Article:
Illinois Tries to Expand Cyberbullying Laws Outside of Schools
Millennials love the Internet, and most can tell you that from a young age, bullying was as present there as it was on the playground. As states have struggled to keep changing technology on the books to prevent bullying, they have faced challenges when it comes to preventing, or correcting, behavior that happens online and outside of school.
In Illinois, the Senate just passed a law that would ban students from using phones and computers as mechanisms for cyberbullying- whether in school or at home. The bill is on its way to the governor’s desk, and if signed, would be one of few around the country to include such far-reaching rules for cyberbullying; most only tackle in-school behavior. But critics call into question whether the bill can be effective, and even if it is, whether or not it goes too far- making school administrators step in where law enforcement should instead. The law in Illinois previously covered cyberbullying only if it took place on school computers- this new bill goes far beyond that.
This Illinois bill, while in many ways necessary, calls into question a number of things, the first of which being the jurisdiction of a school’s administration. If cyberbullying is taking place outside of school altogether, it is hard to find legal precedent for why the matter should be brought inside the school. Some critics of this bill, and of others like it, say cyberbullying is best dealt with by local police authorities instead of those at the school. Furthermore, not all cyberbullying is a result of students being victimized by others at the same school- it is entirely possible that the bullying can happen from students in other school districts, other states, or even other countries.
Another potential problem with this bill would be the mechanisms by which it is enforced. The simplest way to keep track of this cyberbullying would be to have victims show school administrators websites or other social media platforms that have the bullying. But oftentimes, victims are too scared or embarrassed to do that. And even for those who do come forward, social media websites like Facebook and Twitter, and other new platforms like YikYak (which has already been called a haven for bad behavior), can allow bullies to act anonymously. Of course, some simple sleuth work or help from law enforcement would be able to dig up a lot of information on the root of the cyberbullying, but with many schools being underfunded and understaffed, there are questions about how effective administrators could be about looking into all of these instances.
But even if it were possible for school officials to effectively monitor this kind of behavior- what are the legal complications of instituting this kind of policy?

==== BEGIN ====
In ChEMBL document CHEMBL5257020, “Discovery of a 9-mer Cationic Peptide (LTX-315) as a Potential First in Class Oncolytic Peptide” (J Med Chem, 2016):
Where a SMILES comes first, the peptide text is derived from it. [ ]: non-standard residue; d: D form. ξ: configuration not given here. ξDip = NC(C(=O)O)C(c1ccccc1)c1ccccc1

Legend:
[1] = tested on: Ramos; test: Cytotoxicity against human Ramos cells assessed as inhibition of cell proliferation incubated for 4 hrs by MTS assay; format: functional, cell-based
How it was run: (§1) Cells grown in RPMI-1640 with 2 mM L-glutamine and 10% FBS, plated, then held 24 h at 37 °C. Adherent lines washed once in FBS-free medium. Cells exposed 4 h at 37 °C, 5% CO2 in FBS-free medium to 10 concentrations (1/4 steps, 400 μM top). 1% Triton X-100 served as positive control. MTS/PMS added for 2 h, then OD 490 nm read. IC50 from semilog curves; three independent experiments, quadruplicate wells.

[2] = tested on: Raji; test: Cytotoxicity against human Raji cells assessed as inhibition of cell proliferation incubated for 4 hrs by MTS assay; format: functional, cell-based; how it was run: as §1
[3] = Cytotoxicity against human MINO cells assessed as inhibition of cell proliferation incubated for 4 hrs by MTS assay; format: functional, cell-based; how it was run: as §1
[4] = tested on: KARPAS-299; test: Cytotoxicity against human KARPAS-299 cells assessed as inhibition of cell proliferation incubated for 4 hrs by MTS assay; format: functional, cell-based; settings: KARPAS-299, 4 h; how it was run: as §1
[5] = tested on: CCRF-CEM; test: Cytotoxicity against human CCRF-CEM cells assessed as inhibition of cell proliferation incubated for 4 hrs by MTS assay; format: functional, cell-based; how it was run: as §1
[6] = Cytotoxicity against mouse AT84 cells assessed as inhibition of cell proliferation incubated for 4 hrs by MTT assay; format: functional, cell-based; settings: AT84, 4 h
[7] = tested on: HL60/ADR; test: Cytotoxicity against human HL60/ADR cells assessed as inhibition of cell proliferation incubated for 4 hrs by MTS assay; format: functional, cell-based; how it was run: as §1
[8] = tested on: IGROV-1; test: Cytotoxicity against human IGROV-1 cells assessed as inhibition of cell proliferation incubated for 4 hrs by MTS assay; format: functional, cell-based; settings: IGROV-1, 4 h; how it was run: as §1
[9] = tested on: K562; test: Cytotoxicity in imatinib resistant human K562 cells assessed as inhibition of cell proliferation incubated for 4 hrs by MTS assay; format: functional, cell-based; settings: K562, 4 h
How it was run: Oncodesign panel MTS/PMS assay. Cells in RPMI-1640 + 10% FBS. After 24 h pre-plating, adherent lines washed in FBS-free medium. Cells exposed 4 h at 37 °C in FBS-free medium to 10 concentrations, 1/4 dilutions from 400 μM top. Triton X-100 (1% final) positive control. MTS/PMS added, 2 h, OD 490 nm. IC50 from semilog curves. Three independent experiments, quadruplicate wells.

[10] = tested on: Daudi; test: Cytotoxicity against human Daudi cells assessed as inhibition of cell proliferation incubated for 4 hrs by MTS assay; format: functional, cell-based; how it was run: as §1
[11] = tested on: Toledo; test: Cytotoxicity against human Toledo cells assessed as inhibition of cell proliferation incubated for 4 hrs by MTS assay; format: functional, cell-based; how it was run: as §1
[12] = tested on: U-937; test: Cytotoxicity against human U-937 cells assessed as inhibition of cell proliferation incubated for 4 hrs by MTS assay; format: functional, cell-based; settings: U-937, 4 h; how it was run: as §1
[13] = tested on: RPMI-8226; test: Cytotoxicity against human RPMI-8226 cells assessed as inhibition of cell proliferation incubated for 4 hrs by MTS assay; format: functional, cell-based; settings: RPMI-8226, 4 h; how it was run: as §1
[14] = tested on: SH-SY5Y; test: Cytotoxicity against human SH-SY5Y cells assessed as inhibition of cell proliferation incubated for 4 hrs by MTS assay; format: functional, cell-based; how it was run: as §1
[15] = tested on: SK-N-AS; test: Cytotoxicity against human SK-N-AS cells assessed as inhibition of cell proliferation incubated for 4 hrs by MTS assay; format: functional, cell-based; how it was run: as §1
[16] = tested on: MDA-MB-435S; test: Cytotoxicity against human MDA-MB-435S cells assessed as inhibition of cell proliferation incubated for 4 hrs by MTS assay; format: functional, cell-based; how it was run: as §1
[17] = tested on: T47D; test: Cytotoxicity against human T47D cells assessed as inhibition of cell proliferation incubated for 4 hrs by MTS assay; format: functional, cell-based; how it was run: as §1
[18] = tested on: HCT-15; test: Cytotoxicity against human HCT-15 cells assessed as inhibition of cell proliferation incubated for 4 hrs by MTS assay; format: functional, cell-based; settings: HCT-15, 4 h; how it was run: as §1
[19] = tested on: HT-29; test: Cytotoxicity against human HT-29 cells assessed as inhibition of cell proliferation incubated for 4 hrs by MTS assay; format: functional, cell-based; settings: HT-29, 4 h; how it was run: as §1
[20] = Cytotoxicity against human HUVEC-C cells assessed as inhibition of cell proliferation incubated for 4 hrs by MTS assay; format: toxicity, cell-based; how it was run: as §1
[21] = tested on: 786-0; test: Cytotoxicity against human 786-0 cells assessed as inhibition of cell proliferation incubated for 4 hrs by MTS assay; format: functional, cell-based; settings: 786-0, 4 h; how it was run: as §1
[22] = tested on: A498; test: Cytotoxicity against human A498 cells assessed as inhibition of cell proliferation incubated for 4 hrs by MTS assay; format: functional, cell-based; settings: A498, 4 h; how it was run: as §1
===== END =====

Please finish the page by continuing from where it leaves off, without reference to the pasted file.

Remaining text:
1. Historical Precedent
At public schools, students are granted a degree of free speech, and there have been a plethora of court cases trying to define such boundaries. One of the earliest is the famed Tinker v. Des Moines, which held students have the right to free speech so long as they don’t disrupt what’s supposed to happen at school (learning in a calm environment). One of the reasons cyberbullying is difficult to mesh in with a case law on free speech, is because it usually does not take place on campus, so that “disruption” is more difficult to pinpoint.
2. Different ways cyberbullying is defined
Currently, 13 states have off-campus behaviors included in their cyberbullying policies, all to varying degrees. Some states, like Arkansas, require off-campus attacks to be directed at students or staff and be “intended for the purpose of disrupting school, and has a high likelihood of succeeding in that purpose.” Other states, like Connecticut, define cyberbullying a bit more broadly, considering cyberbullying anything that “creates a hostile environment at school for the victim.” Obviously, the more broadly defined, the more instances of bullying it will include, and the more work that will need to be done by school officials as a result.
In Illinois, bullying is defined as “any severe or pervasive physical or verbal act of conduct, including communications made in writing or electronically” that results in a student fearing harm of self or property, that substantially interferes with academic performance, or causes harm to a student’s physical or mental health. That definition has always been in place in Illinois, just now extends further to cover off-campus online bullying, too.
It is not yet clear where the line will be drawn in terms of cyberbullying rules each school can enact. It seems that as long as schools can prove the bullying (on campus, or off) led to significant disruption within the school, they are within their rights to enact these policies.
Molly Hogan (@molly_hogan13)
Featured image courtesy of [Flickr- woodleywonderworks]